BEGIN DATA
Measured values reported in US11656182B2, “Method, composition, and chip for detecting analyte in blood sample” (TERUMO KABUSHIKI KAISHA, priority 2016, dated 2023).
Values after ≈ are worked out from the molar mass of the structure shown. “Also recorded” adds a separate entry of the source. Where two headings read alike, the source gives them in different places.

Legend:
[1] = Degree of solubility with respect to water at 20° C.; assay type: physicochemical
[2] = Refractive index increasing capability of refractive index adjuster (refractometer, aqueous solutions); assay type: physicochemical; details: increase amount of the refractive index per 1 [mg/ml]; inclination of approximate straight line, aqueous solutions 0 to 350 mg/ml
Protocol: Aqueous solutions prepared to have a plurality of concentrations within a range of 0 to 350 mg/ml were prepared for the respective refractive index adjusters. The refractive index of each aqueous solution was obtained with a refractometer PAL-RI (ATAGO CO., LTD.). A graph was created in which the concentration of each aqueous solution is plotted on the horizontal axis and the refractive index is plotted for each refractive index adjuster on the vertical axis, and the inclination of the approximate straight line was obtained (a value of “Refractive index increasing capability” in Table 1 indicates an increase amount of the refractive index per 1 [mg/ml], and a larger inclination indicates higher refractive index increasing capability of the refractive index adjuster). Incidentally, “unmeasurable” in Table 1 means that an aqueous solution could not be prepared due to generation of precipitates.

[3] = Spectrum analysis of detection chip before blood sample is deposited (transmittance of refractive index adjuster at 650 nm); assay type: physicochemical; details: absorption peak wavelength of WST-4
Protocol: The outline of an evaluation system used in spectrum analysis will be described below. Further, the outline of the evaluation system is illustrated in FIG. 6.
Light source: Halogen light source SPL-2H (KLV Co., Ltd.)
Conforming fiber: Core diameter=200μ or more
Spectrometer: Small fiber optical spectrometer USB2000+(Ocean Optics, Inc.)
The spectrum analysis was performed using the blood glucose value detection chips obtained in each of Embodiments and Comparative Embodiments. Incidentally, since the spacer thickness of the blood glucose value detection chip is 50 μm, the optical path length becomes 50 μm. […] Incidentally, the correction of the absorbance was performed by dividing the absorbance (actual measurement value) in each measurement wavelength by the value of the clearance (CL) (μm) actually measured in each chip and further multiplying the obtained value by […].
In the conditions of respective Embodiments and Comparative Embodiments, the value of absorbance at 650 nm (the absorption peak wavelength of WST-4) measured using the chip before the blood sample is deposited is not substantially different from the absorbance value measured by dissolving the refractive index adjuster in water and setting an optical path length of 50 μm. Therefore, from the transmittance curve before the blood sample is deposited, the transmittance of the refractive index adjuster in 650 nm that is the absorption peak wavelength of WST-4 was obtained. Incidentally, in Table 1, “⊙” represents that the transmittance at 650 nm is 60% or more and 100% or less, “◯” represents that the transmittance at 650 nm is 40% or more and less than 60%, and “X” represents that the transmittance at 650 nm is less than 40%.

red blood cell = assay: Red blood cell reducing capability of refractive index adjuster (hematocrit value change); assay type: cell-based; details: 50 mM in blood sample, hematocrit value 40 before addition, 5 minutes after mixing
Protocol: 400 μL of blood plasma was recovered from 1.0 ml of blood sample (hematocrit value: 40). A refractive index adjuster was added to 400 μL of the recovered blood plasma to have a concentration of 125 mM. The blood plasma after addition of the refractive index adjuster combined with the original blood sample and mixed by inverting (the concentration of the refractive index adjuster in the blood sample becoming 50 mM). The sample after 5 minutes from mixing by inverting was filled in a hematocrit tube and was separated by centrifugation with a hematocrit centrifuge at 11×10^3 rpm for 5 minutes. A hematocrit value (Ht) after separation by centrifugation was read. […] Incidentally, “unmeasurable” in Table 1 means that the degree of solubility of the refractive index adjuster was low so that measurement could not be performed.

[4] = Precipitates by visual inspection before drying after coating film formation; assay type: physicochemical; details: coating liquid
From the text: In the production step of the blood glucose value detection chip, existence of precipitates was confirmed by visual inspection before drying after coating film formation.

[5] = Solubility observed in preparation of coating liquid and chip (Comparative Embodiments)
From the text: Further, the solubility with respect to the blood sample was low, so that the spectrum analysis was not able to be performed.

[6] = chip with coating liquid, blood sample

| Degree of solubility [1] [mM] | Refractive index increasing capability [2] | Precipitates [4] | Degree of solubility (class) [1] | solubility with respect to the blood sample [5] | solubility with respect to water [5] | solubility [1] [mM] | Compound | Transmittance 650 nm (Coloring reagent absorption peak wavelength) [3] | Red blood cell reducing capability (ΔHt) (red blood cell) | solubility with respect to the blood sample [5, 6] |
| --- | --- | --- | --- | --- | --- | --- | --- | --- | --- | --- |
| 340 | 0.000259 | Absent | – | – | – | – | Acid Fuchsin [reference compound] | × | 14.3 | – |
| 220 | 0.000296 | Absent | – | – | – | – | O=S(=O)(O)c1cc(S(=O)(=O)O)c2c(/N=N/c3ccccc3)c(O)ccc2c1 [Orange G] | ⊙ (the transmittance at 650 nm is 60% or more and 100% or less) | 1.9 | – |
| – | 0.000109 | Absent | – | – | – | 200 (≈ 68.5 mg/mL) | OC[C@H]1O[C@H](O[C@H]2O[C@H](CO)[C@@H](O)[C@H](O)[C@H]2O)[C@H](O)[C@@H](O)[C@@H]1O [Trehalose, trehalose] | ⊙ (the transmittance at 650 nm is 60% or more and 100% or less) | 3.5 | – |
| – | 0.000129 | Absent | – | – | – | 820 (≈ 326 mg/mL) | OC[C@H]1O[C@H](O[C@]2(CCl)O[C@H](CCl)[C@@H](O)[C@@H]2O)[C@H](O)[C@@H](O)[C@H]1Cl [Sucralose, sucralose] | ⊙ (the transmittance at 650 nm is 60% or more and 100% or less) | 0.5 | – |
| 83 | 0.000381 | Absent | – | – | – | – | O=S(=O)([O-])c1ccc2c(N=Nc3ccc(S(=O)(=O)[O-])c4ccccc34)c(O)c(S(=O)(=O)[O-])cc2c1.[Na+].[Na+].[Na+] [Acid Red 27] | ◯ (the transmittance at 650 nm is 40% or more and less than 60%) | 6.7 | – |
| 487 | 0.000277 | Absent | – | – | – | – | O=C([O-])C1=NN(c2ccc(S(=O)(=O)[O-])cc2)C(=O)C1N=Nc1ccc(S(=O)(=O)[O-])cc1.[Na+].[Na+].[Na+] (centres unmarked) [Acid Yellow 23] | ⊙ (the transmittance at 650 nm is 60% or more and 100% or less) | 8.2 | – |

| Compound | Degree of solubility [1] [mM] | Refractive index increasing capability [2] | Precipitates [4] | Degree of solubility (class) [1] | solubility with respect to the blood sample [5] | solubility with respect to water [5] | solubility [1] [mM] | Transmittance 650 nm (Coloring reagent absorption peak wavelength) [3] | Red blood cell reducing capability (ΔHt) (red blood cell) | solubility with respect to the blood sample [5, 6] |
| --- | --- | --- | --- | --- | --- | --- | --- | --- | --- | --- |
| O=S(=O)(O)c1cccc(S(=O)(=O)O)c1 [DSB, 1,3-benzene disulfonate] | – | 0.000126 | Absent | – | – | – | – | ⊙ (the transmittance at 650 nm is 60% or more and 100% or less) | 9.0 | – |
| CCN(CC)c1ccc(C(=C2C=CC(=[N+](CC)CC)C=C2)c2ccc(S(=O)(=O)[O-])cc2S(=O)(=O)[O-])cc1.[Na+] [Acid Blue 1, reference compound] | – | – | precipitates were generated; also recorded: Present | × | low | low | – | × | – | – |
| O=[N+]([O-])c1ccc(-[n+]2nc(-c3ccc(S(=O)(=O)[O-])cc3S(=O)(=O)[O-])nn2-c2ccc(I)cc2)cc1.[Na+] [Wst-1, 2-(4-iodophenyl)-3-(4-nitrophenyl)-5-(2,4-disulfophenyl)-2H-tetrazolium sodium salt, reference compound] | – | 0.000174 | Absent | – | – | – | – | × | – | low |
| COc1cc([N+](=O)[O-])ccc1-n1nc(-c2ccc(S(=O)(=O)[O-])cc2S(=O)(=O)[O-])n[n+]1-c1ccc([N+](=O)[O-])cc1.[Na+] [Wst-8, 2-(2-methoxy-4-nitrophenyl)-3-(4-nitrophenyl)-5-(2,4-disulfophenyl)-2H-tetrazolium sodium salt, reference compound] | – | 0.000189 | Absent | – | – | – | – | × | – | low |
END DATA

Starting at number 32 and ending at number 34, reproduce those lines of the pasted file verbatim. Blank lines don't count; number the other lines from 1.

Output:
| CCN(CC)c1ccc(C(=C2C=CC(=[N+](CC)CC)C=C2)c2ccc(S(=O)(=O)[O-])cc2S(=O)(=O)[O-])cc1.[Na+] [Acid Blue 1, reference compound] | – | – | precipitates were generated; also recorded: Present | × | low | low | – | × | – | – |
| O=[N+]([O-])c1ccc(-[n+]2nc(-c3ccc(S(=O)(=O)[O-])cc3S(=O)(=O)[O-])nn2-c2ccc(I)cc2)cc1.[Na+] [Wst-1, 2-(4-iodophenyl)-3-(4-nitrophenyl)-5-(2,4-disulfophenyl)-2H-tetrazolium sodium salt, reference compound] | – | 0.000174 | Absent | – | – | – | – | × | – | low |
| COc1cc([N+](=O)[O-])ccc1-n1nc(-c2ccc(S(=O)(=O)[O-])cc2S(=O)(=O)[O-])n[n+]1-c1ccc([N+](=O)[O-])cc1.[Na+] [Wst-8, 2-(2-methoxy-4-nitrophenyl)-3-(4-nitrophenyl)-5-(2,4-disulfophenyl)-2H-tetrazolium sodium salt, reference compound] | – | 0.000189 | Absent | – | – | – | – | × | – | low |